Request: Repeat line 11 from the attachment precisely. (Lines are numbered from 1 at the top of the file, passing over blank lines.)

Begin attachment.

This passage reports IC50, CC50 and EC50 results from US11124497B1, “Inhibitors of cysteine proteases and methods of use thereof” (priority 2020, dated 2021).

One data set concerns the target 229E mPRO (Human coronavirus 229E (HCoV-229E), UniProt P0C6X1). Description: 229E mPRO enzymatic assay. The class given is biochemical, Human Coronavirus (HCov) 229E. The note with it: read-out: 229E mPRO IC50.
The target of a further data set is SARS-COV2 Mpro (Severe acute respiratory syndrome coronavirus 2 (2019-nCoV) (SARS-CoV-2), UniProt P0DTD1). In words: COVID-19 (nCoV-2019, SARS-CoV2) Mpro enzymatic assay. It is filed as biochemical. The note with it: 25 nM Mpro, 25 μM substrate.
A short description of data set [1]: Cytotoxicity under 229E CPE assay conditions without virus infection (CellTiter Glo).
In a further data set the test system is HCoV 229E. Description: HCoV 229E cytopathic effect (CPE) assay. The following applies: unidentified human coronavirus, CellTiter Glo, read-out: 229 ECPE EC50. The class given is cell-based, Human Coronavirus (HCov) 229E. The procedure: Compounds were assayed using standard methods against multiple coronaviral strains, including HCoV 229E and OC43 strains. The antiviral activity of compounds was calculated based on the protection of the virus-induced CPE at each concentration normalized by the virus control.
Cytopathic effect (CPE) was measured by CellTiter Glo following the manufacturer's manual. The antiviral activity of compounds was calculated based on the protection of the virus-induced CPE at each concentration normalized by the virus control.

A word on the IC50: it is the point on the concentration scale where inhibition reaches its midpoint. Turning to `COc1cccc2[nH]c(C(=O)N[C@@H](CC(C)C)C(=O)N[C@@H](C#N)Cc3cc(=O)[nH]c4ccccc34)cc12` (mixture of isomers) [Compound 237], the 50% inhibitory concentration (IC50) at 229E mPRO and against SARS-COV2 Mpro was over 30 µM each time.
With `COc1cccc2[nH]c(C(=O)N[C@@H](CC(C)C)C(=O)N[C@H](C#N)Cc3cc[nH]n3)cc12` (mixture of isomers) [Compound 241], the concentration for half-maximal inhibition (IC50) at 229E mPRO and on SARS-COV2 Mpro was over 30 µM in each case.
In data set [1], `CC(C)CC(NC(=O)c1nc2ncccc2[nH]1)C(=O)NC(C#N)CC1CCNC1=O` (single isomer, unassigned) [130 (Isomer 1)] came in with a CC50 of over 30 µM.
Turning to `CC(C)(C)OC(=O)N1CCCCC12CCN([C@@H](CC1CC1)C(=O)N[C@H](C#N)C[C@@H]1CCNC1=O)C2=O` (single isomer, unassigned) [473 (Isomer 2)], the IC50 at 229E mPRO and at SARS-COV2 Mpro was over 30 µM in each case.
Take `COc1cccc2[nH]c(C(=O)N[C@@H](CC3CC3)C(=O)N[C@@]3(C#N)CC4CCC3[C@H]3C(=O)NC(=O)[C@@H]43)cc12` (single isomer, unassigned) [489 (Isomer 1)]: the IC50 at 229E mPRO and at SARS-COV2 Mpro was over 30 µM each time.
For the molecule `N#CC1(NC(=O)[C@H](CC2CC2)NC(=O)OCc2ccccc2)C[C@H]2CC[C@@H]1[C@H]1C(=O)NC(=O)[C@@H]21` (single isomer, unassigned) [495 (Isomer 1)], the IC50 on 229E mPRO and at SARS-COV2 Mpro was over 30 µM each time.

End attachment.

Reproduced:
Take `COc1cccc2[nH]c(C(=O)N[C@@H](CC3CC3)C(=O)N[C@@]3(C#N)CC4CCC3[C@H]3C(=O)NC(=O)[C@@H]43)cc12` (single isomer, unassigned) [489 (Isomer 1)]: the IC50 at 229E mPRO and at SARS-COV2 Mpro was over 30 µM each time.